Christopher Chulack

Christopher Chulack is an American television producer and director, best known for his work on the NBC drama series ER (1995–2008), along with Michael Crichton, also Third Watch (1999–2005), which he co-produced along with Edward Allen Bernero, as well as Southland (2009–2013), which he created. He also produced TNT drama series Animal Kingdom (2016–present) and on CBS series SEAL Team (2017–present). He has worked extensively on ER and has won several awards.

Christopher Chulack
OccupationTelevision director and producer
Years active1991–present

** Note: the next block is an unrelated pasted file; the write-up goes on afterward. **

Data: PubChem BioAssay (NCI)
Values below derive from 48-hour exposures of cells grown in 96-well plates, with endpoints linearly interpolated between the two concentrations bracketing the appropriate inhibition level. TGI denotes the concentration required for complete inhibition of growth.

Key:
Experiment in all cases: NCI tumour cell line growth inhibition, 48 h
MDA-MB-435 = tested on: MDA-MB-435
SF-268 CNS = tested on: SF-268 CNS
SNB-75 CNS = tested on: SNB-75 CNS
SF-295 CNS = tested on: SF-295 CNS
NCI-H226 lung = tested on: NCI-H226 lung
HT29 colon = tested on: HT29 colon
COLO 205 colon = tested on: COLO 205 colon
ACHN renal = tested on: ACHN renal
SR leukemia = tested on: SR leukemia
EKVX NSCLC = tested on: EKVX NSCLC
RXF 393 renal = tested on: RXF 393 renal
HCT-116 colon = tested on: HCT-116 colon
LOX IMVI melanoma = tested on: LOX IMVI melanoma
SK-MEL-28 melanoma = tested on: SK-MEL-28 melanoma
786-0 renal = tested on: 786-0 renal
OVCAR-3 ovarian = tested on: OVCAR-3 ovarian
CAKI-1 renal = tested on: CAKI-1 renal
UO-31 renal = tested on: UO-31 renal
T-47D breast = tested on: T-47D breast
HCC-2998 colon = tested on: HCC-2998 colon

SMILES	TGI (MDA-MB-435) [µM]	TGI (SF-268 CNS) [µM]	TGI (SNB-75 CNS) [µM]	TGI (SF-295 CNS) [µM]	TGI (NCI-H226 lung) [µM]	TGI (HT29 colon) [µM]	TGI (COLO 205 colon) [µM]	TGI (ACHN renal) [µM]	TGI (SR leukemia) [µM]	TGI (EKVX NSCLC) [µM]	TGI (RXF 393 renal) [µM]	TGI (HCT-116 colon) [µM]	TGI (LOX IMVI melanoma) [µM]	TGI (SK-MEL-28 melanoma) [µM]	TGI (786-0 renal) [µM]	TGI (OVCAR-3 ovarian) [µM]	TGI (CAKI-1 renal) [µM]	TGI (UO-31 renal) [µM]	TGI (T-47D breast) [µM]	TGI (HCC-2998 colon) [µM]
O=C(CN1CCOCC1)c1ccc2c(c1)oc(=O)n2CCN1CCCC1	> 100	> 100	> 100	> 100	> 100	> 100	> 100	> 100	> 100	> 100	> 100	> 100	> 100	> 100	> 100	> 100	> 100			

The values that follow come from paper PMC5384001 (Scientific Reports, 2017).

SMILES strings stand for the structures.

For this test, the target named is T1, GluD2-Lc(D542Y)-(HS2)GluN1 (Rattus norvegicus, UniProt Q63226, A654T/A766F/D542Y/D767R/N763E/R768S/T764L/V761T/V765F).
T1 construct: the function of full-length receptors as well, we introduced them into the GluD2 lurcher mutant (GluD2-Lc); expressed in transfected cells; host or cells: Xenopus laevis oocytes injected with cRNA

Chulack began working on the NBC medical drama ER as a director and producer with the first season. He was promoted to co-executive producer midway through the third season. Chulack became an executive producer during the fifth season, but relinquished the position in the sixth season in order to focus on the development of Third Watch. He remained a consulting producer on ER until he returned to the position of executive producer at the start of the tenth season. Chulack was an executive producer from the tenth season until the series ended with the fifteenth season. He continued to regularly direct episodes throughout the series run and has helmed a total of 41 episodes as of the close of the fourteenth season.